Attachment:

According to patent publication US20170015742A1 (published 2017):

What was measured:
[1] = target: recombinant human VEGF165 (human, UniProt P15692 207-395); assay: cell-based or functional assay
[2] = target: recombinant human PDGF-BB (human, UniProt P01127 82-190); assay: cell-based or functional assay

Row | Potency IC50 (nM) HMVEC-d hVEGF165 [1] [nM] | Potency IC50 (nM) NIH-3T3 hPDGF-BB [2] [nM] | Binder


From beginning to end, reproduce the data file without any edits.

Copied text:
According to patent publication US20170015742A1 (published 2017):

What was measured:
[1] = target: recombinant human VEGF165 (human, UniProt P15692 207-395); assay: cell-based or functional assay
[2] = target: recombinant human PDGF-BB (human, UniProt P01127 82-190); assay: cell-based or functional assay

Row | Potency IC50 (nM) HMVEC-d hVEGF165 [1] [nM] | Potency IC50 (nM) NIH-3T3 hPDGF-BB [2] [nM] | Binder